Web search has moved outside Web search and can be used inside the Enterprise for this semantic analysis. It can also identify facts inside documents, combine it with the information structure databases, and provide discovery. You can start to do analytics, so that you can relate concepts and enable people to make decisions and get completeness and overview. That is why you see a merger between business intelligence and search starting to appear.

Gardner: So, perhaps moving toward a business intelligence (BI) benefit vis-à-vis search, and of course the other tools that are available for BI, is it first a necessary step to the Semantic Enterprise?

Olstad: Yes, I think so. To give just one example of a company that is trying to use search in an innovative way, what about all communication internal in the company? What about instant messaging, email, Voice over IP (VOIP), Skype, et cetera, and how to improve the quality of that communication and also derive analytics from it.

For example, if I call you, Dana, I should call you as a conceptual entity and you should actually be the one who decides if that ends up as a Skype call or cell phone call. This company is doing that and using search to orchestrate all the communication, allowing you, as the recipient of the call, to configure how you want to be accessed. By having that system, you can also create analytics that understand what is really happening in the company: who are the experts, what’s happening, what are the trends, etc.

Zaman: I actually think that it could be a lot simpler than that. The expert location is something that Bjorn just touched upon, which may be one of the next killer apps in the enterprise. What we’re finding more and more when we talk to our customers is that information discovery isn’t just about connecting users to results. It’s about connecting users to answers, to analytics, and to services -- but most importantly, to people. Connecting people to other people, so that they can do their job better. To improve decision-making throughout the enterprise is a big part of what information discovery tools are about to enable.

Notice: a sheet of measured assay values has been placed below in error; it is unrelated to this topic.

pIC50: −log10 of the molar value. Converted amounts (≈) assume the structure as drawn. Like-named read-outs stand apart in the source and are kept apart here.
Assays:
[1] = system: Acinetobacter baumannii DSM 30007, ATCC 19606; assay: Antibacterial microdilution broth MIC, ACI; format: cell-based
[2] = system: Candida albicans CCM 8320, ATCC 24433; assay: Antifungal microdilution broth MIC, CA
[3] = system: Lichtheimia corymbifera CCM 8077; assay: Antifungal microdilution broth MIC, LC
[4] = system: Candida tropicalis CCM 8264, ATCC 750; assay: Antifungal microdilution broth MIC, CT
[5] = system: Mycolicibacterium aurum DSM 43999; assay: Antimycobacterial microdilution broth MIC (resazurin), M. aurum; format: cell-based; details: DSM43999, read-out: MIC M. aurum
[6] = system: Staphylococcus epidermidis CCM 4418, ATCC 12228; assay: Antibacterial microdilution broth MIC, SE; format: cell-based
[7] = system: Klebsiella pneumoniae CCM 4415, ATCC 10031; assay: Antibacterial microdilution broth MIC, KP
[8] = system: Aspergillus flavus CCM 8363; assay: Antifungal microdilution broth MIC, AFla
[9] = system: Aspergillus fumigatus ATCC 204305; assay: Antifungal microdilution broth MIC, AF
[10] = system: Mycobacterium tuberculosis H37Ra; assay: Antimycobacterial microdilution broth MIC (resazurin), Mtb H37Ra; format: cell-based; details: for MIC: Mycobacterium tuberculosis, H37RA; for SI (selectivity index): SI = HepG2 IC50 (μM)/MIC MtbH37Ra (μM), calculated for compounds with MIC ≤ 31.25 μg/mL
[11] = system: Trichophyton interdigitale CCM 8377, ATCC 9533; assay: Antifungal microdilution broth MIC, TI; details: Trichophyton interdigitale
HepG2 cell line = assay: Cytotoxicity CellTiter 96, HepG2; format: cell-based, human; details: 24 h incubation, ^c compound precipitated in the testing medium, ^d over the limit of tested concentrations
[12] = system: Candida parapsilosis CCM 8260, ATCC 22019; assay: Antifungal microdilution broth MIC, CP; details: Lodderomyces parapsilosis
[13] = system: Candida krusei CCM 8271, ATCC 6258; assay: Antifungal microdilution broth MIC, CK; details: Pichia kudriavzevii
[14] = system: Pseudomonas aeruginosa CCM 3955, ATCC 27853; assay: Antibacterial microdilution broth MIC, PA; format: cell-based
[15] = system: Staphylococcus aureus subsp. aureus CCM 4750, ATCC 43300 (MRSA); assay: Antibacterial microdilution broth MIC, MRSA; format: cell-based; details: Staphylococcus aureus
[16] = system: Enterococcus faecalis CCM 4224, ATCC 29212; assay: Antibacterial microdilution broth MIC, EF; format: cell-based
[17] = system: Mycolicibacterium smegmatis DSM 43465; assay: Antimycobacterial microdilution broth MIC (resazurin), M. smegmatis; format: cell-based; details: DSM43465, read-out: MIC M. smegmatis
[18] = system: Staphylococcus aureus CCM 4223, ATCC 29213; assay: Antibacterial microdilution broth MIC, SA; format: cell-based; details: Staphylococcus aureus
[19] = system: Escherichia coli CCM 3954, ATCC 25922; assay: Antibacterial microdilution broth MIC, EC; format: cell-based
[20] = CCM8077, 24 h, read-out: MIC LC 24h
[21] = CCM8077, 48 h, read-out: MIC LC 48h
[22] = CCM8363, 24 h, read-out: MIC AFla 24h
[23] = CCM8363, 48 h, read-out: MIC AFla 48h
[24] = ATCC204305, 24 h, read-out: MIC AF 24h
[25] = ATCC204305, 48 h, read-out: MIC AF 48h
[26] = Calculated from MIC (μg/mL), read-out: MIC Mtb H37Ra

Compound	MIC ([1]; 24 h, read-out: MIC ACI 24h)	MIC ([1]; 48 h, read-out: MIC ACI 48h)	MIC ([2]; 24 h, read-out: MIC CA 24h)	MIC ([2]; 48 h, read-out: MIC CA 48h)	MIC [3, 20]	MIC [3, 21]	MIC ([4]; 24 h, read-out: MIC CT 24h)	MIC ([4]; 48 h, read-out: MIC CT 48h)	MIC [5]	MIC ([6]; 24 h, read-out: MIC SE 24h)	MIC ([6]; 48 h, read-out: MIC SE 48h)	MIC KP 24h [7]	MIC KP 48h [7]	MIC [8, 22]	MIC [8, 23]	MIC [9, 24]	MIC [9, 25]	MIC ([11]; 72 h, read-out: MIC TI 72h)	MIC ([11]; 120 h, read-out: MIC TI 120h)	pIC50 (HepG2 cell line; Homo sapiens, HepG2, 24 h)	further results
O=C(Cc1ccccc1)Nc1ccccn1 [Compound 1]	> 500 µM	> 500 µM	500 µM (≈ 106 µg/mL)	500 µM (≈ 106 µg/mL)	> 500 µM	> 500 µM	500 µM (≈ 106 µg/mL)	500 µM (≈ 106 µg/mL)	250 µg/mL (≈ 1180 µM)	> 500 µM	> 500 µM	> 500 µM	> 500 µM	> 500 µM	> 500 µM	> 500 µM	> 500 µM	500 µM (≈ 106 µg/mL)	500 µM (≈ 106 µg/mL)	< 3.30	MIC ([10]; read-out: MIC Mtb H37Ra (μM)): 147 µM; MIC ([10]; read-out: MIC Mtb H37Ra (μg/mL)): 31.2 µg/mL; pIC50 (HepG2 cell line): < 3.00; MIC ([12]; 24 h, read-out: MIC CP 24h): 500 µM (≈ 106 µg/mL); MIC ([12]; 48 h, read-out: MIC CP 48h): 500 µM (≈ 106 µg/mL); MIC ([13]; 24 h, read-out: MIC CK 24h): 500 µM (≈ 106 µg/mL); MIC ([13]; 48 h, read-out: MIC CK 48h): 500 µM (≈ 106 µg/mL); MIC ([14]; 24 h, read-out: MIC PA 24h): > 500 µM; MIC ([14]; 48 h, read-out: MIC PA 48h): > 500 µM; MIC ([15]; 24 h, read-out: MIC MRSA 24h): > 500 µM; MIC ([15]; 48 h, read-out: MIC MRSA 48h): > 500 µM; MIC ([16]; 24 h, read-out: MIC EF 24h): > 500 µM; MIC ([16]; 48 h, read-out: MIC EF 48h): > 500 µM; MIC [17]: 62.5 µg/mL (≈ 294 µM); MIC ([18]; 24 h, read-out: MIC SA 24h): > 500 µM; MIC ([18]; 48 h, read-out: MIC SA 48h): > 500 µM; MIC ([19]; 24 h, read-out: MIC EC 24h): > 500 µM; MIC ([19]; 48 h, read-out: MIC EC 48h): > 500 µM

One way of looking at it is, if I can find the expert in the organization or outside the organization who can help me best in the decision process that I'm currently in -- and I can find that expert in the shortest period of time, using insights about who this person might be by using metadata about this individual, by actually discovering this path that I didn’t know existed upfront -- then I have actually added value to the business. So, we believe that search as a matching service is really one of the killer applications.

Gardner: So, what we’re talking about here is bringing the tacit knowledge that’s available to any organization into play with the semantic knowledge that’s gathered across all modalities, all types of media and information, but allowing those to come together in real-time based on someone’s specific needs through a very simple query.

Zaman: That’s right. I often like to talk about Greek philosophers, and Socrates is one of my favorites. The reason is because of what he did with a seeker. He didn’t answer a question with an answer. Rather he asked another question, and that allowed the seeker to refine his or her question, until finally they got to what they were looking for. In many ways, technology -- whether it’s information discovery, search, and business intelligence, whatever it might be -- shouldn’t insult the intelligence of the seeker. Rather it should allow individuals to find the answer that they’re looking for, either through tacit information that’s stored in the enterprise, or semantic information, or structured information, whatever it might be. What we’re trying to do is mimic the type of dialogue that Socrates had.